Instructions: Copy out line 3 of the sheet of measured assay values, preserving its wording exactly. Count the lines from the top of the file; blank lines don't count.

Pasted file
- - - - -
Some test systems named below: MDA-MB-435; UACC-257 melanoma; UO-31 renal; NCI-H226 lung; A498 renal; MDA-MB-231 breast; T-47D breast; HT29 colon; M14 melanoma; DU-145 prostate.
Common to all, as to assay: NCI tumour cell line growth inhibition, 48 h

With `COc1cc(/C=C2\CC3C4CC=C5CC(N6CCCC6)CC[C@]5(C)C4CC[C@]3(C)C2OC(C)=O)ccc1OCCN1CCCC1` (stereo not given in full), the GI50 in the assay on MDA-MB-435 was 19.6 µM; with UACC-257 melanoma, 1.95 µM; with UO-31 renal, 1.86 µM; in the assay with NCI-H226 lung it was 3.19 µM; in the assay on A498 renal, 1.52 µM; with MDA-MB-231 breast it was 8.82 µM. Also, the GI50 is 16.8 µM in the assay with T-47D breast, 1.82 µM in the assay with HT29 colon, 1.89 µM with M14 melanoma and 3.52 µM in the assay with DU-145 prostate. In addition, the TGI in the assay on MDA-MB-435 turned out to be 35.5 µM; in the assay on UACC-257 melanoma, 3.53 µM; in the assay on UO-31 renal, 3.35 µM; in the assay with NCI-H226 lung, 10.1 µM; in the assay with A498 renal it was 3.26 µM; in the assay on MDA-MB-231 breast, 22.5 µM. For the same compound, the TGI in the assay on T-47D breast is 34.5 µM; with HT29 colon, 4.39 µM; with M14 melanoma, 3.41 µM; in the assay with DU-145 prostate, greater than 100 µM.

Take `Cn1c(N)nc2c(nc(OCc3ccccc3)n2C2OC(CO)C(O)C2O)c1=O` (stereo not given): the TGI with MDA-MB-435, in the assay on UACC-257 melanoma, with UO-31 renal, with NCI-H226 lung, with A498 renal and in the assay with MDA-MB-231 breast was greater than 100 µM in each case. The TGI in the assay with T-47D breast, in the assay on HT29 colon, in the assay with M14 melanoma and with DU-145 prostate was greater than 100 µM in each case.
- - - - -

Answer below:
With `COc1cc(/C=C2\CC3C4CC=C5CC(N6CCCC6)CC[C@]5(C)C4CC[C@]3(C)C2OC(C)=O)ccc1OCCN1CCCC1` (stereo not given in full), the GI50 in the assay on MDA-MB-435 was 19.6 µM; with UACC-257 melanoma, 1.95 µM; with UO-31 renal, 1.86 µM; in the assay with NCI-H226 lung it was 3.19 µM; in the assay on A498 renal, 1.52 µM; with MDA-MB-231 breast it was 8.82 µM. Also, the GI50 is 16.8 µM in the assay with T-47D breast, 1.82 µM in the assay with HT29 colon, 1.89 µM with M14 melanoma and 3.52 µM in the assay with DU-145 prostate. In addition, the TGI in the assay on MDA-MB-435 turned out to be 35.5 µM; in the assay on UACC-257 melanoma, 3.53 µM; in the assay on UO-31 renal, 3.35 µM; in the assay with NCI-H226 lung, 10.1 µM; in the assay with A498 renal it was 3.26 µM; in the assay on MDA-MB-231 breast, 22.5 µM. For the same compound, the TGI in the assay on T-47D breast is 34.5 µM; with HT29 colon, 4.39 µM; with M14 melanoma, 3.41 µM; in the assay with DU-145 prostate, greater than 100 µM.